Sunday, 25 September 2011

Volkspark Friedrichshain - Freddy's Grove

Berlin's oldest public park, and third largest, is the Volkspark Friedrichshain. You can read all about it on the net, or better still visit it on a sunny Sunday afternoon like we did today. Here are a few photos to give you a feel for it (click for bigger).

The park was created to commemorate the centenary of  the accession of Friedrich II (der Große) to the Prussian throne. 

The park has a large memorial to the Polish soldiers who died in WWII, and to the German anti-fascist resistance movement. Conceived and built during DDR times, the monument now seems to be mostly a skateboard park and place to practice graffiti. Oh, and for throwing trainers tied together at (look closely). 

Japanese Peace Bell. A memorial to the victims of the atomic bombing of Hiroshima and Nagasaki.

Sure, Milton Keynes has its concrete cows too. But are they on the roof of a snack-bar, eh?

Is it a bird? Is it a plane?
No, it is the memorial to the German members of the International Brigades that fought fascism in the Spanish Civil War.

Sunday, 11 September 2011

The Insel Rügen Experience

Last week we had a holiday on the enchanting island of Rügen. You can see my holiday snaps here -photos of Rügen (give it a moment to load, and then remember to click for bigger - same as with photos on this page).

Rügen is an island (with small satellite islands) just off the North Germany coast in the Baltic (Ostsee), and has an outline like a Rorschach test.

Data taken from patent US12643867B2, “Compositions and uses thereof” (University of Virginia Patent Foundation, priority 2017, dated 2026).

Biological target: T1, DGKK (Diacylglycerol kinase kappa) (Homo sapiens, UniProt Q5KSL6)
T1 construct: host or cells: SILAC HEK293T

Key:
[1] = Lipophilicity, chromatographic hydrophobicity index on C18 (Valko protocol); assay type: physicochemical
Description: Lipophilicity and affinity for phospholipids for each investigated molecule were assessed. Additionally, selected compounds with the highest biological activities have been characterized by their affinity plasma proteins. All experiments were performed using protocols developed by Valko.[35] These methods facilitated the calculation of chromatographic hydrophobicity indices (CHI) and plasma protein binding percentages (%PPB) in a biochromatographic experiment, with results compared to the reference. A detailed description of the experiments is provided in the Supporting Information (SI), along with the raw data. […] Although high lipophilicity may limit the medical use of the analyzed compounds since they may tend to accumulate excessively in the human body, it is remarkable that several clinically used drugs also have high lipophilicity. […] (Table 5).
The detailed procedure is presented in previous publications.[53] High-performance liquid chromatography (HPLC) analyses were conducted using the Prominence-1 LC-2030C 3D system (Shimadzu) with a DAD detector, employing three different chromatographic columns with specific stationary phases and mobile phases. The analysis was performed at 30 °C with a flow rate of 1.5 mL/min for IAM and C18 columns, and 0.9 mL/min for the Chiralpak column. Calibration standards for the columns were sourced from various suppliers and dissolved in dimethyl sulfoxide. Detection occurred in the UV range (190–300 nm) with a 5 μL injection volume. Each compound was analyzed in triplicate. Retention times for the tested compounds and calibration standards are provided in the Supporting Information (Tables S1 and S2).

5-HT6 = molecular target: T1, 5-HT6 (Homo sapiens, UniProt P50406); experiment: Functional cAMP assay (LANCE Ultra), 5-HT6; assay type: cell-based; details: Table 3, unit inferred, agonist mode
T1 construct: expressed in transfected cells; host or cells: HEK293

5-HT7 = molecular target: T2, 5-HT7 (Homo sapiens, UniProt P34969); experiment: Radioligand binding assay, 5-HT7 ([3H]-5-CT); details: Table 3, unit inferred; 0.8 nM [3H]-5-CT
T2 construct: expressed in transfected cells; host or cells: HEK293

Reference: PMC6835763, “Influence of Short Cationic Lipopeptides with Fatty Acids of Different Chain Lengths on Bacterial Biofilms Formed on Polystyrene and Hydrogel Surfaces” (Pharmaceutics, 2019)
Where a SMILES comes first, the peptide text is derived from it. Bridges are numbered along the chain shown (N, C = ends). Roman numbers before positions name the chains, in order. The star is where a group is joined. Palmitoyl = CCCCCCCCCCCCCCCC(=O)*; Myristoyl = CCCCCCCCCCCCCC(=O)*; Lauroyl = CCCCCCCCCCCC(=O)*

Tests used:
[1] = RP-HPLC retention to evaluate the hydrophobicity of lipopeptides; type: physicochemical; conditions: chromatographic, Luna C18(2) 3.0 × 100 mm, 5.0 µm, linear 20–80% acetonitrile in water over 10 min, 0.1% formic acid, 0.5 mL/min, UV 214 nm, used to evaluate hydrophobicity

It is made up of chalk cliffs, joining spits of land with long beaches and sand-dunes, and lush green forests and farmland. It really is a spellbinding mixture of all the best bits of Cornwall, Anglesey, Brighton, and Beachy Head, though all on a smaller, more intimate, scale. I don't know why it hasn't been picked up by British holidaymakers, because it is everything you remember from childhood days by the sea and without the present-day UK reality of a wave of chip cartons, drunkenness, amusement arcades, and seedy discount shops. In fact, we didn't overhear a single English-speaking voice the whole week. Though on the other hand there wasn't the mix of folk from all countries of the world that makes e.g. Berlin so vibrant. We only saw one Turkish kebab Imbiss all week (in Putbus) and they didn't even do falafel. If you like smoked fish or matjes herring though, you were in fish heaven. Rügen is like a smörgåsbord; a buffet of small nibbles full of variety linked by a theme of the sea. Enough of the simile - we're vegetarians after all.

We hired a car for the week so that we could take our cat Cassie on holiday with us. Things didn't get off to a good start as we reversed into a car in the Herz Rental car-park, but we soon got the hang of driving on the right side of the road.

Kunstof Salsitz, Lohme, Insel Rügen
We stayed the week in an apartment at the Kunsthof Salsitz at Lohme on the edge of Nationalpark Jasmund. They didn't mind us holidaying with our cat, and indeed had one of their own. Cassie was quite impressed too, though we didn't dare let her out until later in the week. The last time she had been in a car she had ended up a thousand kilometres away in Germany so on the whole she was pretty cool about it.

The Kunsthof ('art courtyard') was most individual; it was adjoined and owned by a sculptor/artist and the apartment was appropriately quirkily designed with a crazy-marble floor and artwork on the walls. The grounds too were laid out with interesting sculptures around every corner: